Nano-patterned dielectric structures, such as photonic crystals, can provide outstanding control of light propagation and resonant effects. Our team expertise is in lithographic processes that generate nanoscopic features in various photonic substrates, such as silicon carbide, diamond, silicon and gallium arsenide. This nanofabrication process can be used to generate devices needed for waveguiding, cavity quantum electrodynamics, optomechanics, and nonlinear photonics.
Color center emitters for scalable quantum hardware
Color centers are semiconductor lattice defects that behave as quasi-atoms in a chip. They emit single-photons which are sources of light in quantum communication, and also provide a photon-interface to electron spins, which is used for quantum bits and nanoscale magnetic sensors. Our team explores properties of color centers using confocal photoluminescence and time-resolved spectroscopy with the goal of finding robust and homogeneous emitters with favorable quantum entanglement processes.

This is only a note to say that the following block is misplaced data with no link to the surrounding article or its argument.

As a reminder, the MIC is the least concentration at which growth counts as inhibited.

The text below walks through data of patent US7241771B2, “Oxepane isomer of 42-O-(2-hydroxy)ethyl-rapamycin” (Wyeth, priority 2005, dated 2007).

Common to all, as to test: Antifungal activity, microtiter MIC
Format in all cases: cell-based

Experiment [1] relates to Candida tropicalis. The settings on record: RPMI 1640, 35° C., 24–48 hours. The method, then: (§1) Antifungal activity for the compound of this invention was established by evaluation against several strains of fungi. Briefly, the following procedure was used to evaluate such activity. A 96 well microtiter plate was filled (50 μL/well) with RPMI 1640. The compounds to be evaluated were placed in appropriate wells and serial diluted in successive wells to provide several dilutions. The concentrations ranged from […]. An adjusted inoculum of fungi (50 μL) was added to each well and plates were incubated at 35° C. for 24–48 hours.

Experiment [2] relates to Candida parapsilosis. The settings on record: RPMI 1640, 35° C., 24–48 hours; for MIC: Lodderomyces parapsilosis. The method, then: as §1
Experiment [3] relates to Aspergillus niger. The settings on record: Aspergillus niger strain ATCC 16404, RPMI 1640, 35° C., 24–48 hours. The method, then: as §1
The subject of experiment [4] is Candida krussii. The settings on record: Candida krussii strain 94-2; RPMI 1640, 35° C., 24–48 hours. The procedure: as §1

Cavity quantum electrodynamics
Integration of quantum emitters with photonic devices is an interdisciplinary challenge tying physics, engineering, and material science. We specialize in color center integration with waveguiding and resonant structures and achieving desired regimes of light and matter interaction for applications in quantum communication, computing and sensing.